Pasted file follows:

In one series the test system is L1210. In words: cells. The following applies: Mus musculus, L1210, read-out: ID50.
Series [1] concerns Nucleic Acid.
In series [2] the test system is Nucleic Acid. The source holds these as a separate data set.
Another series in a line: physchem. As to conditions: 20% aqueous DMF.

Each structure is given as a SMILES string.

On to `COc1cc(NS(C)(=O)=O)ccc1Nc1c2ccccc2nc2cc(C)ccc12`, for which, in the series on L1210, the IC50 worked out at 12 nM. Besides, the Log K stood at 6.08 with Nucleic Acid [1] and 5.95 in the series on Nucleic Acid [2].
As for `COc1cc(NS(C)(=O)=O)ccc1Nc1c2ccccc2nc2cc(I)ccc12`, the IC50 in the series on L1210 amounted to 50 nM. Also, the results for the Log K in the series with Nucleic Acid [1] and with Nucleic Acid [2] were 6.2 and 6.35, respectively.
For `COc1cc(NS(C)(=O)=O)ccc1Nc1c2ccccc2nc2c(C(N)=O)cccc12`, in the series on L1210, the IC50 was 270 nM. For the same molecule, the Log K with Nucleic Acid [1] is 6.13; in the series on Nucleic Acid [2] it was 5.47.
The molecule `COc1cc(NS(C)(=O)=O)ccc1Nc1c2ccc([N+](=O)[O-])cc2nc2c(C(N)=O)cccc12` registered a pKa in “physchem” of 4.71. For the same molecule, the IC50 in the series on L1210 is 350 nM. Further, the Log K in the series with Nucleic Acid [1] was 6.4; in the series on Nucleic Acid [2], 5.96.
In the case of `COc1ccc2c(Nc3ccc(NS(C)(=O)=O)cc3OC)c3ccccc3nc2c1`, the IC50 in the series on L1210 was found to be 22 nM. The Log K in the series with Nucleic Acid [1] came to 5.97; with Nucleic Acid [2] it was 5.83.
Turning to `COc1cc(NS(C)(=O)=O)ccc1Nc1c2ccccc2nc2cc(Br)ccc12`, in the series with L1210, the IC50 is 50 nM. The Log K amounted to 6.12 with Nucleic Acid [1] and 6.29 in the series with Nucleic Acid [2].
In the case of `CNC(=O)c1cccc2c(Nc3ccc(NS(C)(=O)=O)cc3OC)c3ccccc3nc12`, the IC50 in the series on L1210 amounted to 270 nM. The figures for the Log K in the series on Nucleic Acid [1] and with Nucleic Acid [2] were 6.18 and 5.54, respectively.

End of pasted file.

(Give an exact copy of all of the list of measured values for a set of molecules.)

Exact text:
In one series the test system is L1210. In words: cells. The following applies: Mus musculus, L1210, read-out: ID50.
Series [1] concerns Nucleic Acid.
In series [2] the test system is Nucleic Acid. The source holds these as a separate data set.
Another series in a line: physchem. As to conditions: 20% aqueous DMF.

Each structure is given as a SMILES string.

On to `COc1cc(NS(C)(=O)=O)ccc1Nc1c2ccccc2nc2cc(C)ccc12`, for which, in the series on L1210, the IC50 worked out at 12 nM. Besides, the Log K stood at 6.08 with Nucleic Acid [1] and 5.95 in the series on Nucleic Acid [2].
As for `COc1cc(NS(C)(=O)=O)ccc1Nc1c2ccccc2nc2cc(I)ccc12`, the IC50 in the series on L1210 amounted to 50 nM. Also, the results for the Log K in the series with Nucleic Acid [1] and with Nucleic Acid [2] were 6.2 and 6.35, respectively.
For `COc1cc(NS(C)(=O)=O)ccc1Nc1c2ccccc2nc2c(C(N)=O)cccc12`, in the series on L1210, the IC50 was 270 nM. For the same molecule, the Log K with Nucleic Acid [1] is 6.13; in the series on Nucleic Acid [2] it was 5.47.
The molecule `COc1cc(NS(C)(=O)=O)ccc1Nc1c2ccc([N+](=O)[O-])cc2nc2c(C(N)=O)cccc12` registered a pKa in “physchem” of 4.71. For the same molecule, the IC50 in the series on L1210 is 350 nM. Further, the Log K in the series with Nucleic Acid [1] was 6.4; in the series on Nucleic Acid [2], 5.96.
In the case of `COc1ccc2c(Nc3ccc(NS(C)(=O)=O)cc3OC)c3ccccc3nc2c1`, the IC50 in the series on L1210 was found to be 22 nM. The Log K in the series with Nucleic Acid [1] came to 5.97; with Nucleic Acid [2] it was 5.83.
Turning to `COc1cc(NS(C)(=O)=O)ccc1Nc1c2ccccc2nc2cc(Br)ccc12`, in the series with L1210, the IC50 is 50 nM. The Log K amounted to 6.12 with Nucleic Acid [1] and 6.29 in the series with Nucleic Acid [2].
In the case of `CNC(=O)c1cccc2c(Nc3ccc(NS(C)(=O)=O)cc3OC)c3ccccc3nc12`, the IC50 in the series on L1210 amounted to 270 nM. The figures for the Log K in the series on Nucleic Acid [1] and with Nucleic Acid [2] were 6.18 and 5.54, respectively.